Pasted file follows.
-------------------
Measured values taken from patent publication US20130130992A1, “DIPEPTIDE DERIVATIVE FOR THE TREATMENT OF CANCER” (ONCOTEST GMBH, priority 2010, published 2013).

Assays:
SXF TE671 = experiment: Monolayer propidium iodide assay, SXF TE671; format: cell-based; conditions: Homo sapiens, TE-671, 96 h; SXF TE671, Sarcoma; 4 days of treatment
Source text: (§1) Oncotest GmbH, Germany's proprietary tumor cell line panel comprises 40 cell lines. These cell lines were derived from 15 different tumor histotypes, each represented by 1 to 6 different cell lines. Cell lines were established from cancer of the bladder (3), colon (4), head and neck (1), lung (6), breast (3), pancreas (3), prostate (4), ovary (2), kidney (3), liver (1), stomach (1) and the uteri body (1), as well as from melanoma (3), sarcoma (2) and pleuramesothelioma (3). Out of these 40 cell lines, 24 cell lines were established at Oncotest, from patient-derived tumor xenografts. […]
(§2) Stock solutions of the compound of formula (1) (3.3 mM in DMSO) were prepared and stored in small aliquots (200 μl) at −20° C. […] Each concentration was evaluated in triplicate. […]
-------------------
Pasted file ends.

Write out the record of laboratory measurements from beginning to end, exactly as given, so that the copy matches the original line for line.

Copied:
Measured values taken from patent publication US20130130992A1, “DIPEPTIDE DERIVATIVE FOR THE TREATMENT OF CANCER” (ONCOTEST GMBH, priority 2010, published 2013).

Assays:
SXF TE671 = experiment: Monolayer propidium iodide assay, SXF TE671; format: cell-based; conditions: Homo sapiens, TE-671, 96 h; SXF TE671, Sarcoma; 4 days of treatment
Source text: (§1) Oncotest GmbH, Germany's proprietary tumor cell line panel comprises 40 cell lines. These cell lines were derived from 15 different tumor histotypes, each represented by 1 to 6 different cell lines. Cell lines were established from cancer of the bladder (3), colon (4), head and neck (1), lung (6), breast (3), pancreas (3), prostate (4), ovary (2), kidney (3), liver (1), stomach (1) and the uteri body (1), as well as from melanoma (3), sarcoma (2) and pleuramesothelioma (3). Out of these 40 cell lines, 24 cell lines were established at Oncotest, from patient-derived tumor xenografts. […]
(§2) Stock solutions of the compound of formula (1) (3.3 mM in DMSO) were prepared and stored in small aliquots (200 μl) at −20° C. […] Each concentration was evaluated in triplicate. […]